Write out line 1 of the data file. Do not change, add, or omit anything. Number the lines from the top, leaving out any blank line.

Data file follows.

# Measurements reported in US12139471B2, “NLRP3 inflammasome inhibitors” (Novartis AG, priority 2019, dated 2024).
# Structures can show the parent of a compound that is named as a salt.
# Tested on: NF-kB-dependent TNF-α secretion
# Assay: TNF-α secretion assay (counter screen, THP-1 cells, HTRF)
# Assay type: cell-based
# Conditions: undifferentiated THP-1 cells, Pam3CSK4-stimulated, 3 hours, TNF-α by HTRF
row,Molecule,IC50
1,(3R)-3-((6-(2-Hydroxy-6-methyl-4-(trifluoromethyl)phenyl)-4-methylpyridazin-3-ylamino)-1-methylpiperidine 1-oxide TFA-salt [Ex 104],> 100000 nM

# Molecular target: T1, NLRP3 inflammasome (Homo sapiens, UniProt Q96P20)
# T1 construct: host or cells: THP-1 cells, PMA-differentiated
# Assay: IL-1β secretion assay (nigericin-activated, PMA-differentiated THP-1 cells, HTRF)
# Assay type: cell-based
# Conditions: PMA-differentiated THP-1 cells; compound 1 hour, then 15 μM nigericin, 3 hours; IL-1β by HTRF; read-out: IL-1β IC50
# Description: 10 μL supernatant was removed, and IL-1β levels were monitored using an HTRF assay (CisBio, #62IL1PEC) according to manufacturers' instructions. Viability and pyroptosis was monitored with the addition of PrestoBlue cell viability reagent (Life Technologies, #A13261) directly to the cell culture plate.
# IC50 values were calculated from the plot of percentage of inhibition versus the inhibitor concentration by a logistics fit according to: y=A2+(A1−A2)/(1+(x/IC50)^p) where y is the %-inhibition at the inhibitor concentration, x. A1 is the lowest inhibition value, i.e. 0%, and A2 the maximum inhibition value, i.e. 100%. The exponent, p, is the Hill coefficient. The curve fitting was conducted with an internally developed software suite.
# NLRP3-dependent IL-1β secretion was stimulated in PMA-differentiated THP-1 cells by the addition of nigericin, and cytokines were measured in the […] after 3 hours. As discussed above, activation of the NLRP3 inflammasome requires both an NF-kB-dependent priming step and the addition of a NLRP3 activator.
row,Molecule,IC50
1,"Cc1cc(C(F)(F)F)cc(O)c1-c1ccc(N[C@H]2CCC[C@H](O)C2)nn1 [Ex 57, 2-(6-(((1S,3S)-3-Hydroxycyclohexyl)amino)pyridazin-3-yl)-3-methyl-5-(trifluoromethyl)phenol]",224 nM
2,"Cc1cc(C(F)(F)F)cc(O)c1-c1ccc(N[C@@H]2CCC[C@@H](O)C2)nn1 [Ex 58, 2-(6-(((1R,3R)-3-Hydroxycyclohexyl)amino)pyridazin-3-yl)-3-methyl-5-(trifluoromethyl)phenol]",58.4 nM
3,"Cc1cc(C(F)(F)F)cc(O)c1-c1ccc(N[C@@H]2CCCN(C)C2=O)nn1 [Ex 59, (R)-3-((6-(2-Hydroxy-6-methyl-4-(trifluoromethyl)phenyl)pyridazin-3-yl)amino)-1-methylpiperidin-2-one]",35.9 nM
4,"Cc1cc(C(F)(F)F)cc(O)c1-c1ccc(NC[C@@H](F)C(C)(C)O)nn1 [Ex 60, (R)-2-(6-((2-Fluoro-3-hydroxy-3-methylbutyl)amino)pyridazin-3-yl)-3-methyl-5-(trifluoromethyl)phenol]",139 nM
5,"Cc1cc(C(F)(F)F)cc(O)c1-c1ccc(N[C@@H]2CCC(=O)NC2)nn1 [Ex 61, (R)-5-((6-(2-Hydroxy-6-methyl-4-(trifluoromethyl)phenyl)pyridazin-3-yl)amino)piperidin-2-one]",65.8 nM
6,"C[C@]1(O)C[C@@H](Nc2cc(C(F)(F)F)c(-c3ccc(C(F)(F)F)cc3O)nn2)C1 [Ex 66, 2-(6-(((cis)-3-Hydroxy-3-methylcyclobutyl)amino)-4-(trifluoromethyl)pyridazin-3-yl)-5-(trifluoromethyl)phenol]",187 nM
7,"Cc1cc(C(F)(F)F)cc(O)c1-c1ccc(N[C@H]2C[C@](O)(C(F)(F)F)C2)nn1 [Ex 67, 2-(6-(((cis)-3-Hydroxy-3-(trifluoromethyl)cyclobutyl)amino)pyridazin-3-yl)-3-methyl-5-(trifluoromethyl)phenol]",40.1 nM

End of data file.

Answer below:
# Measurements reported in US12139471B2, “NLRP3 inflammasome inhibitors” (Novartis AG, priority 2019, dated 2024).